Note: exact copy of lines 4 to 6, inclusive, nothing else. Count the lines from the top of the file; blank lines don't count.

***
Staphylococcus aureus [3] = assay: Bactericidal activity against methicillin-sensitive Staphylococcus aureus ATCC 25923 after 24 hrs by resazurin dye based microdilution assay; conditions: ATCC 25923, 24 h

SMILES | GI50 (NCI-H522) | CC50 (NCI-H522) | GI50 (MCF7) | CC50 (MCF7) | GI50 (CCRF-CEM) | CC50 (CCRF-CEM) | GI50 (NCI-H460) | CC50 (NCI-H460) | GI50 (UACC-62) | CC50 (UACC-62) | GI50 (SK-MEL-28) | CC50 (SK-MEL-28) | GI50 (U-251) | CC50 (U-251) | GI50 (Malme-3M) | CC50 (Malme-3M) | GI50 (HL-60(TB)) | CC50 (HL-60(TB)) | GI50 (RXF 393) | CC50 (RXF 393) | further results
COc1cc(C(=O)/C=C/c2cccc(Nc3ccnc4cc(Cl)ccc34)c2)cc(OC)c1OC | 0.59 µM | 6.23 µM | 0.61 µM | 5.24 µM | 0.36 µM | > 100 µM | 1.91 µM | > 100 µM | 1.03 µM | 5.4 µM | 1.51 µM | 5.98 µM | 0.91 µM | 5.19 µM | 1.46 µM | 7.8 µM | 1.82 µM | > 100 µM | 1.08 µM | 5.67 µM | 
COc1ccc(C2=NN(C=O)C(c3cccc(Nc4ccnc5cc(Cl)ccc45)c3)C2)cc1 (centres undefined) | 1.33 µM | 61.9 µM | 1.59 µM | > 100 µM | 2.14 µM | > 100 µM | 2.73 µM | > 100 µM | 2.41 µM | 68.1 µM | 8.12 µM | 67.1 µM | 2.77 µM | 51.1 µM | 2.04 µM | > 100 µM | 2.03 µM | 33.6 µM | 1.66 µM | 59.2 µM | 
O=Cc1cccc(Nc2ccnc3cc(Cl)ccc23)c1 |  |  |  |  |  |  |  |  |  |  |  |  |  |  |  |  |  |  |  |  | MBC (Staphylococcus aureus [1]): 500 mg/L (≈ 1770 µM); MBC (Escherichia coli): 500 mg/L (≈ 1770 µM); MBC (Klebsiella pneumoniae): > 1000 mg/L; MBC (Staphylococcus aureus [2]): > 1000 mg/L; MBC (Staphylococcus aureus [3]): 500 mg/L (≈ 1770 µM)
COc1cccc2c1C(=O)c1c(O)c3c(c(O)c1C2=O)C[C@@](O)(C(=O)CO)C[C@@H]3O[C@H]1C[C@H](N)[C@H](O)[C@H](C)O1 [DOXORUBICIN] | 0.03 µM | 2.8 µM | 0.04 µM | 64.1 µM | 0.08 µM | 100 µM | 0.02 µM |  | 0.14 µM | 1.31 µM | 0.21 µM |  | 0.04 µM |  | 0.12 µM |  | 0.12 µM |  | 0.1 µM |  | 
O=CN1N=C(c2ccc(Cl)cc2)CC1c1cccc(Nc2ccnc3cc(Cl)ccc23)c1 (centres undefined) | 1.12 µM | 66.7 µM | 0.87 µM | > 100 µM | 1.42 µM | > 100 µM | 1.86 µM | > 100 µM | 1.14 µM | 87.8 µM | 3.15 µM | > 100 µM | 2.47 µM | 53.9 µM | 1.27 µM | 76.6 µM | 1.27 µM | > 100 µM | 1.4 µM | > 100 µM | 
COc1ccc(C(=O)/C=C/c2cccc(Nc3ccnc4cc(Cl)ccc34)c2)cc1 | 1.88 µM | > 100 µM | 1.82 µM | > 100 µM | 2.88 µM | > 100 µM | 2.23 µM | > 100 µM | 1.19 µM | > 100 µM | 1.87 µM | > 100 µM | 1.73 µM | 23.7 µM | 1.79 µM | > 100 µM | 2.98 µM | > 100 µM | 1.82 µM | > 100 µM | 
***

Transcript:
COc1ccc(C2=NN(C=O)C(c3cccc(Nc4ccnc5cc(Cl)ccc45)c3)C2)cc1 (centres undefined) | 1.33 µM | 61.9 µM | 1.59 µM | > 100 µM | 2.14 µM | > 100 µM | 2.73 µM | > 100 µM | 2.41 µM | 68.1 µM | 8.12 µM | 67.1 µM | 2.77 µM | 51.1 µM | 2.04 µM | > 100 µM | 2.03 µM | 33.6 µM | 1.66 µM | 59.2 µM | 
O=Cc1cccc(Nc2ccnc3cc(Cl)ccc23)c1 |  |  |  |  |  |  |  |  |  |  |  |  |  |  |  |  |  |  |  |  | MBC (Staphylococcus aureus [1]): 500 mg/L (≈ 1770 µM); MBC (Escherichia coli): 500 mg/L (≈ 1770 µM); MBC (Klebsiella pneumoniae): > 1000 mg/L; MBC (Staphylococcus aureus [2]): > 1000 mg/L; MBC (Staphylococcus aureus [3]): 500 mg/L (≈ 1770 µM)
COc1cccc2c1C(=O)c1c(O)c3c(c(O)c1C2=O)C[C@@](O)(C(=O)CO)C[C@@H]3O[C@H]1C[C@H](N)[C@H](O)[C@H](C)O1 [DOXORUBICIN] | 0.03 µM | 2.8 µM | 0.04 µM | 64.1 µM | 0.08 µM | 100 µM | 0.02 µM |  | 0.14 µM | 1.31 µM | 0.21 µM |  | 0.04 µM |  | 0.12 µM |  | 0.12 µM |  | 0.1 µM |  | 